Exciting times at Hedgecourt Lake
Owning our lake is a great asset and a huge advantage for Crawley Mariners, we don’t have to negotiate rental fees with a landlord, and we have the freedom to use Hedgecourt every day of the year if we wish. However, with this freedom, comes a great deal of responsibility.
The most significant is our duty to maintain the dam to ensure that lives and properties downstream from us are safe. A specialist supervising engineer, appointed by the Environment Agency, inspects the dam every year and we also have to inspect it each month, monitor the water level every week and keep accurate records.
Because of the heavy rain forecast in late December Geoff Manning had already opened the penstock valve fully a week or so earlier.
20 December last year was a very memorable day for us. You may remember we had had a great deal of heavy rainfall for some days, and monitoring the lake levels from the comfort of our living room, via the club webcam, we could see that the jetties were disappearing and the slipways were under far more water than is normal. Alarm bells were beginning to ring, so we decided to inspect the dam to be sure that it was intact.
Driving down Mill Lane we saw that there was water everywhere, and on reaching the spillway, opposite Mill Cottage, we could see a tremendous amount of water pouring over the spillway and the arches where the water goes under the road were completely covered. The view from the other side of the bridge where the stream flows past the garage of Mill Cottage was incredible.
Mr and Mrs Bryce Smith had been in touch with Tandridge District Council who arrived shortly after we did and laid sand bags around their house. Further along the road the water was beginning to flow over the lowest section. This section of road was lowered some years ago so that in the event of a situation just like this one, water could safely flow away without putting adjacent properties at risk of flood.
Mr and Mrs Bryce Smith’s garden was almost completely underwater and they said that in the forty plus years they had lived there they had never seen it so bad. We walked along the toe of the dam, that’s the part that is the other side of the road, as far as we could without the water going over the top of our wellies, and were happy that there was no sign of water coming through the dam. It was holding! After a warming cup of coffee with the Bryce Smiths we made our way up to the clubhouse end of the lake. There was a flood at the entrance to the road from the A264, due to the huge amount of water being unable to drain along the ditches and down stream fast enough. We managed to remove some rubbish that had been left by fly-tippers and some fallen branches in the ditch and this eased the flow down stream.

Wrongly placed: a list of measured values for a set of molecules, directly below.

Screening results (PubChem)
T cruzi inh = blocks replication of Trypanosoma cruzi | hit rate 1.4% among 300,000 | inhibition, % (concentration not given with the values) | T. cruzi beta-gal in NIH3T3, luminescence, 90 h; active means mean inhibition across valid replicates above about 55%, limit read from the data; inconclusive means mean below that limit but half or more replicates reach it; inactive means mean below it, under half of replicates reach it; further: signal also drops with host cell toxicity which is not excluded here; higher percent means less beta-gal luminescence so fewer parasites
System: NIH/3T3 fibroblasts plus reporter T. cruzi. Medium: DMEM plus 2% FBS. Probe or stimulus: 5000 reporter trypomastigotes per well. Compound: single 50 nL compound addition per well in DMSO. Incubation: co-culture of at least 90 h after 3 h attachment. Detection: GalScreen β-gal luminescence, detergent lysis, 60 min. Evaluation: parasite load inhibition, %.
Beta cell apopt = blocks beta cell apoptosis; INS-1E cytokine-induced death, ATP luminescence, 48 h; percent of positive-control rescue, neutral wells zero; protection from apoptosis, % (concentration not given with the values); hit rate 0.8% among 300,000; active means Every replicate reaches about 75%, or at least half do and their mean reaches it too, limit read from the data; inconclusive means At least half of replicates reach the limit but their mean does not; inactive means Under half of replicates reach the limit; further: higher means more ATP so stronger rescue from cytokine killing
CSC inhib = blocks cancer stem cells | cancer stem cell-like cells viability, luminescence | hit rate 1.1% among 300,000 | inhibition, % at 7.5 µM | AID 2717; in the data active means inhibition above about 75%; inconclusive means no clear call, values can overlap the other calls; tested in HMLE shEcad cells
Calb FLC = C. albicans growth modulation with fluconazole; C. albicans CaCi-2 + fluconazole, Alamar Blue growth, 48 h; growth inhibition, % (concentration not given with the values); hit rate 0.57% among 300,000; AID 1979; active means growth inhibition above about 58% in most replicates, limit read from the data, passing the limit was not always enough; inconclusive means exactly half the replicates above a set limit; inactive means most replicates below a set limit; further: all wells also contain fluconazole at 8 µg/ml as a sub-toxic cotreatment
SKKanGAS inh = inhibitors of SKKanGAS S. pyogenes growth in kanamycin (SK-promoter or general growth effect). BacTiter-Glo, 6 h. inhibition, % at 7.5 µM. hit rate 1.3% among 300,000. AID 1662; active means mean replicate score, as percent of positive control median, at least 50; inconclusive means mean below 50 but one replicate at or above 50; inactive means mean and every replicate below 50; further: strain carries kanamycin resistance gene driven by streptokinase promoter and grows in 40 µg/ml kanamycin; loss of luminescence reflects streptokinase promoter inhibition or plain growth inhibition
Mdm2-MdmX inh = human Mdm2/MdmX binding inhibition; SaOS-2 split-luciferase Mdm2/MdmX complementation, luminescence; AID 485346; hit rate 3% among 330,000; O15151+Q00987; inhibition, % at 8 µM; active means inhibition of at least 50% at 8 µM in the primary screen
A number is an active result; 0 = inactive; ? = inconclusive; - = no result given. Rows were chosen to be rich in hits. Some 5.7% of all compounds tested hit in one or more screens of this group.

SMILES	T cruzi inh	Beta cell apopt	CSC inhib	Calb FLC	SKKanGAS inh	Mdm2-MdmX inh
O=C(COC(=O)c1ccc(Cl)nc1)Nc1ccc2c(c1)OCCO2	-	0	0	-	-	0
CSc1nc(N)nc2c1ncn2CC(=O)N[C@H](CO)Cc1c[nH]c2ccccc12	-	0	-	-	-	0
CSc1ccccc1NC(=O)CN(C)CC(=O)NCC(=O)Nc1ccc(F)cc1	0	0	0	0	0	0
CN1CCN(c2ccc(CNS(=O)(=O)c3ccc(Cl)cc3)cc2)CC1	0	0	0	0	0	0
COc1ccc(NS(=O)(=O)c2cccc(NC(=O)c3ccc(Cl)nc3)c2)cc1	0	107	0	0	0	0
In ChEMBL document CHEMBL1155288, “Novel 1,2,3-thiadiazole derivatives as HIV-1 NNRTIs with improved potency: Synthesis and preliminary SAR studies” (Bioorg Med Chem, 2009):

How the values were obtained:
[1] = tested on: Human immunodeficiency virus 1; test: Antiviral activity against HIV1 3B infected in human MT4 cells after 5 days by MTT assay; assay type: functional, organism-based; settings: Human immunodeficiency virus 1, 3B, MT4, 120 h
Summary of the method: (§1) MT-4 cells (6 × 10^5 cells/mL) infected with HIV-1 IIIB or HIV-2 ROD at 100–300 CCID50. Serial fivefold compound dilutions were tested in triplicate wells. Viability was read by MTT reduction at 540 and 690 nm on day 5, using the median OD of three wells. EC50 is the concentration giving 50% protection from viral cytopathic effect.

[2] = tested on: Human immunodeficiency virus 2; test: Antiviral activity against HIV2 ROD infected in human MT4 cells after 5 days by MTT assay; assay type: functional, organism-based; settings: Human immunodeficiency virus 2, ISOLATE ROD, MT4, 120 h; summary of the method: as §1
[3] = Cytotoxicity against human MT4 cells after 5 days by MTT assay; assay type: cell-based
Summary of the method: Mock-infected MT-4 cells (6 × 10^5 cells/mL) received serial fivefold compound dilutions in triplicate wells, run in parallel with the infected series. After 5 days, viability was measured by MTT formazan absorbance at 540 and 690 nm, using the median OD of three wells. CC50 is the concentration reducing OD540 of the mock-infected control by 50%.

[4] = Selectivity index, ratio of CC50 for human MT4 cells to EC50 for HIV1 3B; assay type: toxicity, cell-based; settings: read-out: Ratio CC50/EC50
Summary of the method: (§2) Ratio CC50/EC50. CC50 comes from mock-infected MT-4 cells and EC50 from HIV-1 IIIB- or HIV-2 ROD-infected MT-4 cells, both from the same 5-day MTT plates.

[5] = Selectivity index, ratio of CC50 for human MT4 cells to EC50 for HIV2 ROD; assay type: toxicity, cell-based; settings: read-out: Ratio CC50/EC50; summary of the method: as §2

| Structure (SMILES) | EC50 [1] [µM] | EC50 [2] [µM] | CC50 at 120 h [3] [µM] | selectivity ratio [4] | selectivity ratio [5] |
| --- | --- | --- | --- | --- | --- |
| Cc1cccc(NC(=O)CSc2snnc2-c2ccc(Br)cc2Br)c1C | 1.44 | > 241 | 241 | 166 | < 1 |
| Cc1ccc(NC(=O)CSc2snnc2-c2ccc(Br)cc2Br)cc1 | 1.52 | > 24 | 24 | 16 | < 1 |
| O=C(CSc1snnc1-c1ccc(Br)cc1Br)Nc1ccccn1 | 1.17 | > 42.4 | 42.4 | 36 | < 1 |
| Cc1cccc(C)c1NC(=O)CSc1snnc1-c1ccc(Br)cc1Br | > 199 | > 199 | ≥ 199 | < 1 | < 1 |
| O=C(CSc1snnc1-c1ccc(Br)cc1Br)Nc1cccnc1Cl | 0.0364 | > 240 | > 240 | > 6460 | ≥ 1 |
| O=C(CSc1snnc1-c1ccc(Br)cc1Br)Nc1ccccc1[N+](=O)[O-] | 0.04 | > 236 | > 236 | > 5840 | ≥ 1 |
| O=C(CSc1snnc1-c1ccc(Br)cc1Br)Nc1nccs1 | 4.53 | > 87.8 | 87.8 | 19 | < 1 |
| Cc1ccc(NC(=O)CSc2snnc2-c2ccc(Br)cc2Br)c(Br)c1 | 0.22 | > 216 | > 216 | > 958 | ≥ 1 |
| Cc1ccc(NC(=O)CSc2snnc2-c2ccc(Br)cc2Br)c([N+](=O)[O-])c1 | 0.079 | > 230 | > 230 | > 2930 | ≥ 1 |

By the time we arrived at the clubhouse, the jetties were completely underwater, so we paddled along them and removed the goose lines before they could float away.
We are including some photographs that show the amounts of water in and around our lake that day. Fortunately the rain stopped soon after we left, and monitoring the situation, again from the comfort of our living room, we were relieved to see the jetties reappearing as the water level slowly dropped over the next few days. Geoff Manning continued to keep an eye on the levels throughout the Christmas period and was finally able to close the penstock valve in early January.
There is an Emergency Flood Plan that has to be implemented if the dam is in danger of giving way.
Fortunately because of the work undertaken by club members on Tuesdays and at other times, to replace concrete bags, maintain the top of the dam and monitor its condition, on this occasion we did not need to alert the Environment Agency of an imminent breach.
Global Warming eh!
- Caroline Fisher